John "Jack" Irwin, the son of Irish immigrants who was a driving force in numerous Irish-American organizations, had worked as an Irish affairs adviser in the Pataki administration and routinely visited the land of his parents, died Sunday of complications from Alzheimer's disease at Calvary Hospice in the Bronx.

He was 84.

Irwin was born in Brooklyn but grew up in Sunnyside, Queens, said his daughter-in-law, Grace Irwin, of East Rockaway. His Irish roots played a large role in his life. He explained why in a 2007 interview in the Irish Voice, a weekly Irish-American newspaper based in New York City.

He said his mother had come from a "little place called Moyvanne . . . in County Kerry and my father is from Athea in County Limerick," Irwin said. "In fact, if you go to Athea you will see a bar called Irwins. Both my parents come from large families; my mother was one of 15 and my father one of 14." He said his parents met in New York City, and married in Brooklyn.

Asked why he was so involved in Irish-American affairs and organizations, Irwin, who had held numerous positions in the Ancient Order of Hibernians, including serving as national director, replied: "It comes down to my parents. I grew up in Sunnyside, Queens, and everyone around me was Irish. With all of the family members who came here we would do everything with them. We would go up to the Bronx to see our aunts and uncles, where we would be treated to the sounds of the flute or violin. "

Since 1959, Irwin had lived in East Rockaway with his wife of 61 years, Mary Ann. He attended high school in Queens, Grace Irwin said.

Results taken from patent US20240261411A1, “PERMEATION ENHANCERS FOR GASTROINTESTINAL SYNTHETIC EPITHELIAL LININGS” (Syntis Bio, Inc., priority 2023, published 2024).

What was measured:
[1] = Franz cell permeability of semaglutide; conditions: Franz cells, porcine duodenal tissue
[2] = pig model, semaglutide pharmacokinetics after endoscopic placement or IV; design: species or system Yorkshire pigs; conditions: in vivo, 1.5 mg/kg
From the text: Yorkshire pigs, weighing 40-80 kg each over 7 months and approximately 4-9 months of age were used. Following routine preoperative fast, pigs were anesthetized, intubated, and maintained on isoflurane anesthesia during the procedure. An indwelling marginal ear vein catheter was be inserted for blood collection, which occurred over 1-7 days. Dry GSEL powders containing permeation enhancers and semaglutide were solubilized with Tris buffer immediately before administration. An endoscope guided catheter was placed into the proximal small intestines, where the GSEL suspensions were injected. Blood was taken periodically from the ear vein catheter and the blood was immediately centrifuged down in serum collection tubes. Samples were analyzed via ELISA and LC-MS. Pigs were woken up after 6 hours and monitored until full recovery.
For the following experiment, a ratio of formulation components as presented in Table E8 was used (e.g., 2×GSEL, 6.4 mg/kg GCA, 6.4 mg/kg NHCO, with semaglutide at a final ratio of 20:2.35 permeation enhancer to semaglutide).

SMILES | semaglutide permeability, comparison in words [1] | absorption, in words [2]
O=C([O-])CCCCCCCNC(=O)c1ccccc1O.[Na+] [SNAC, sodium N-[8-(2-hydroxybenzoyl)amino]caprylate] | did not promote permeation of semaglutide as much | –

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Irwin served in the Army during the Korean War, was stationed in Alaska, then honorably discharged in 1953, his daughter-in-law said. He worked at Merrill Lynch for 38 years, where he became a vice president before retiring in 1992. He took a position as Gov. George Pataki's Irish affairs director, a post he held for 11 years, Grace Irwin said.

She said her father-in-law loved to sing Irish songs and make speeches. "That was one of the jokes in the family. He could get up and speak and sing at any point; you never knew when." He was also a child actor, appearing in a Broadway production of "Life with Father," he told an interviewer.

Grace Irwin said her father-in-law was also "very caring person," citing his work with physically challenged youths' sporting activities, among other endeavors, and was attentive to his many grandchildren and great-grandchildren.

Besides the local and national positions with the Ancient Order of Hibernians, Irwin was vice chairman of the Irish American Heritage Museum in Nassau; director of the Emerald Isle Immigration Center and vice chairman of the National Assembly of Irish American Republicans. He wasan officer with the New York Guard Irish Brigade; and worked on numerous committees addressing Irish affairs. He also was 2007 grand marshal at the Rockville Centre St. Patrick's Day Parade.

In addition to his daughter-in-law and wife, Irwin is survived by sons Brian Irwin of East Rockaway and Jeff Irwin of Oceanside; daughters Donna Cullinan and Jacqueline Murphy, both of East Rockaway; brothers Kevin Irwin of Levittown and Donald Irwin of Florida; a sister, Barbara O'Donnell of Croton-on-Hudson; eight grandchildren; and four great-grandchildren.

Visitation is Tuesday from 2 to 4 p.m. and 7 to 9 p.m. at Donza Funeral Home in East Rockaway. A funeral Mass will be celebrated Wednesday at 9:45 a.m. at Saint Raymond Roman Catholic Church in East Rockaway. Irwin's remains will be interred at Holy Rood Cemetery in Westbury.